By Kevin Ritchie
First-year image arts students got a taste of exhibitionism for two glorious evenings last week on campus. The submissions to the first-year film festival and Sections, a combined media show, varied in style as much that this reviewer felt poked, provoked and vanked in innumerable ways.
The fun began on Thursday, Feb. 17 with the film festival. The films were compiled on two reels in alphabetical order. Each was between 30 seconds and two minutes long. It was difficult to get a grip on themes and concepts because the films differed greatly in content and quality. Suffice it to say I managed to pick out my favourite and least favourite ones.
Some general observations: For the most part, films shot in Pitman Hall looked as if they were shot at the last minute (and probably were). Films that took a familiar concept and had fun with it were the best to watch. There was a lot of violence, even among female-helmed productions. There was hardly any sex, even among male-helmed productions.
The program began with a disorienting medical dram done with hand held camera shots, so shaky that felt like I was watching The Blair Witch Project on a dinghy in the middle of the Atlantic.
We soon came to Natash Barrett’s Chop, Chop, Chop. A nice Microcosmos feeling film that calmly observes butterflies. During the film I jotted down on my notepad: “Increasingly more butterflies—flapping furiously—bemused children in matching outfits.”
Little did I know these three movies would be measured against the goofy comedies, action sequences and abstract nothing to come, occasionally punctured by flashes of genuine, original ideas.
One such flash was Christopher Chiu’s creep show, The Unknown Intruder. A woman is unknowingly stalked in her own home by a creature that takes the viewpoint of the camera. It’s not the most original idea (especially when the woman hops in the tub), but it works because tension builds with the eerie silence in it.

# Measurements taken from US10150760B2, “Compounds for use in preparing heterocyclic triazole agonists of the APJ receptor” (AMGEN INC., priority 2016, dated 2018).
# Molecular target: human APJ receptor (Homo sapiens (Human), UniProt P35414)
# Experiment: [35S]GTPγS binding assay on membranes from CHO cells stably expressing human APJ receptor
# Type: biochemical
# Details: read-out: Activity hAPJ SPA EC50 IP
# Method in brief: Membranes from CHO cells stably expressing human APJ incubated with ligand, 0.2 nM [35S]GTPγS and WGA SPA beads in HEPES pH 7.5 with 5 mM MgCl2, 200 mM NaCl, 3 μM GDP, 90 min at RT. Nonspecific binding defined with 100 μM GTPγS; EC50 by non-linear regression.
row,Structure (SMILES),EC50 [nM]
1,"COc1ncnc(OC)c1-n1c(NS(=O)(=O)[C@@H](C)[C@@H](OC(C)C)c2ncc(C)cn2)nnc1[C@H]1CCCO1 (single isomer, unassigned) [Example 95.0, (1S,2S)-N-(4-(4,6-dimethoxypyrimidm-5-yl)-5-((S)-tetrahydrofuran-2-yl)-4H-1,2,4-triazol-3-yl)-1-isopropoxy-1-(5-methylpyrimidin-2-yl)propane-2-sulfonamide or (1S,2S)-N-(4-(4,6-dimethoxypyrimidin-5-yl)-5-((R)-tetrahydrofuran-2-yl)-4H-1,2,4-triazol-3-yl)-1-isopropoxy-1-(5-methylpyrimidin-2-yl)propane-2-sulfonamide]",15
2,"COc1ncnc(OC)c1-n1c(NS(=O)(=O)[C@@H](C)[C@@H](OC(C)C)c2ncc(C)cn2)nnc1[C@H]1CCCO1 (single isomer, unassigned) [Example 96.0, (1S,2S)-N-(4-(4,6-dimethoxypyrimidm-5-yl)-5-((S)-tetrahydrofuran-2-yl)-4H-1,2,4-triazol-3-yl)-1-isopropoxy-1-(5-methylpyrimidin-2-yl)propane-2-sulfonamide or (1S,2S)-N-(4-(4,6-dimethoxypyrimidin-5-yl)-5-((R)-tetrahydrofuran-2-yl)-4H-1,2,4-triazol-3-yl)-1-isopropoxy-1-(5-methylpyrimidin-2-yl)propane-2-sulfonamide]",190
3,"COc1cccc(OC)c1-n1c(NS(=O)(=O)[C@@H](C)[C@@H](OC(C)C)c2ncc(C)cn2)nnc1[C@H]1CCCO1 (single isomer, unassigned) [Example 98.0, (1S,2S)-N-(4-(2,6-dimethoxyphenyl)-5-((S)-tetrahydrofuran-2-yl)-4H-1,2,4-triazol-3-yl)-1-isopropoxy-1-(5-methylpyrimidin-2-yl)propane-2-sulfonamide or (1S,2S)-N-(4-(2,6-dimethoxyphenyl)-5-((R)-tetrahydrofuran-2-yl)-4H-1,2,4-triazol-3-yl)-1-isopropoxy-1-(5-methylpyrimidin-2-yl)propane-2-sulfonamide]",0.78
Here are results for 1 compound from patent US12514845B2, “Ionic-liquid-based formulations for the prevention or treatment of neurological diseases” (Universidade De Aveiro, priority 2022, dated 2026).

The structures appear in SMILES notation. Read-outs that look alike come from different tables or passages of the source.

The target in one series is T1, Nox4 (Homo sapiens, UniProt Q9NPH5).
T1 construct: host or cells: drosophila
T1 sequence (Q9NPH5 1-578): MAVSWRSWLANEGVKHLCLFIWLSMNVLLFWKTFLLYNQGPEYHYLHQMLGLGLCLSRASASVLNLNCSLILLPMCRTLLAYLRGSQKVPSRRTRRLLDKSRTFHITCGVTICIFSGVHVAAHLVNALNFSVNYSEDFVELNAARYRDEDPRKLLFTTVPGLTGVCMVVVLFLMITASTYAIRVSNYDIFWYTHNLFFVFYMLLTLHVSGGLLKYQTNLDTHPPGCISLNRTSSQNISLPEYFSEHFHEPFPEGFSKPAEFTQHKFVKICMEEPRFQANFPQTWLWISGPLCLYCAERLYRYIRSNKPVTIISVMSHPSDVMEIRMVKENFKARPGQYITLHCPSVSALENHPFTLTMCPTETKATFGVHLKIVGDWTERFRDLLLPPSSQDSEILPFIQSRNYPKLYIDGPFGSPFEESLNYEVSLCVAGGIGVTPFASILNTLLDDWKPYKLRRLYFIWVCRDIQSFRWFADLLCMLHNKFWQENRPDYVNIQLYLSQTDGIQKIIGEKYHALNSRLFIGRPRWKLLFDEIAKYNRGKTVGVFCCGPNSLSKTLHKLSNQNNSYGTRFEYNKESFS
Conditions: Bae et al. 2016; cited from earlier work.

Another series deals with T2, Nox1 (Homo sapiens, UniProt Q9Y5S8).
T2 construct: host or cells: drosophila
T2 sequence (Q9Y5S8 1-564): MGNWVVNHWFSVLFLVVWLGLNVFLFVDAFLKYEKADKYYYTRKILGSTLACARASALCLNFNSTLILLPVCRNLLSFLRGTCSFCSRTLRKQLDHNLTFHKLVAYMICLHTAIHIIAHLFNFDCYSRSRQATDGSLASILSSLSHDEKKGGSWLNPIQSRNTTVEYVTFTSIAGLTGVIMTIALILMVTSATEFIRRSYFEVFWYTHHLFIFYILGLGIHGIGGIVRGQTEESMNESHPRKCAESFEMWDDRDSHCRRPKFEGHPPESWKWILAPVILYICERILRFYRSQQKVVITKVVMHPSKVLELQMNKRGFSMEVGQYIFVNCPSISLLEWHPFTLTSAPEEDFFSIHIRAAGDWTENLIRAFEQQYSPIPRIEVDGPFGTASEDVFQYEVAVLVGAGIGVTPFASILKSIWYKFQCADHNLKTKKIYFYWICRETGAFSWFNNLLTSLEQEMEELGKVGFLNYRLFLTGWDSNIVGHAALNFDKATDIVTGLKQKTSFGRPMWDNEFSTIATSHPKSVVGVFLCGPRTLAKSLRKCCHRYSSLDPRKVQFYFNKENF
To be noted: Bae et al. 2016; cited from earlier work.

Daniel Ehrensworth’s film Revenge is a Dish Best Served Cold chronicles a pair of vengeful socks who strike back after getting soaked in spunk and stuck to the wall. Ehrenworth calls his film a homage to Igmar Bergman that is “really deeper than the ocean.” This statement couldn’t be more true. Ehrenworth obviously shaped the socks like hands and not feet since hands suggest a certain power and jurisdiction that can often be interpreted as a menacing force.
It would be difficult to make a blanket statement about the mixed media portraits at Sections (like I did about the film festival). The show was held in the Image Arts senior studio on Feb. 18. “The work is displayed here is very singular, individual perceptionist and expression,” said Dominique Bezak of Global Art Exhibitors, a company which buys art and sells i around the world. “It’s quite vibrant and dynamic.”
The works were created with various combinations of paint, digital imaging, photography, 3D images, coloured pencils, glitter, wax and poetry. Class sections were not all given the same guidelines and that accounts for the extreme differences in the portraits.
Andrew Forbes’ portrait I Can’t Believe it’s Not Karolina is a comic book illustration of a nude woman. The portrait is black and white except for the naked woman, who is the subject. I wonder what Forbes’ aggressive image of the dominant male suggests about his own psyche.
Another portrait, with no artist tag but entitled Hello my Name is Da Pimp drew many a disgusted glare with its desert island homeboy surrounded by scantily clad supermodels humping rocks and so forth.
Rob Norton’s portrait 1 Exist on the Best Teresa 1 Can picture the pretty face of a young man, with great hair. But hidden beneath his gelled coiffure was a tale of abuse and alienation. His work invited onlookers to “please touch.” I did. Inside, I discovered little openings with Nine-Inch-Nails-esque photos of the guy soaked in blood with captions such as: “Throw the rope around my neck and let the burn awake me.”
There was plenty of style and substance at these events and everyone could go home happy. The complementary pop from Sections and program from the film festival, I will cherish forever.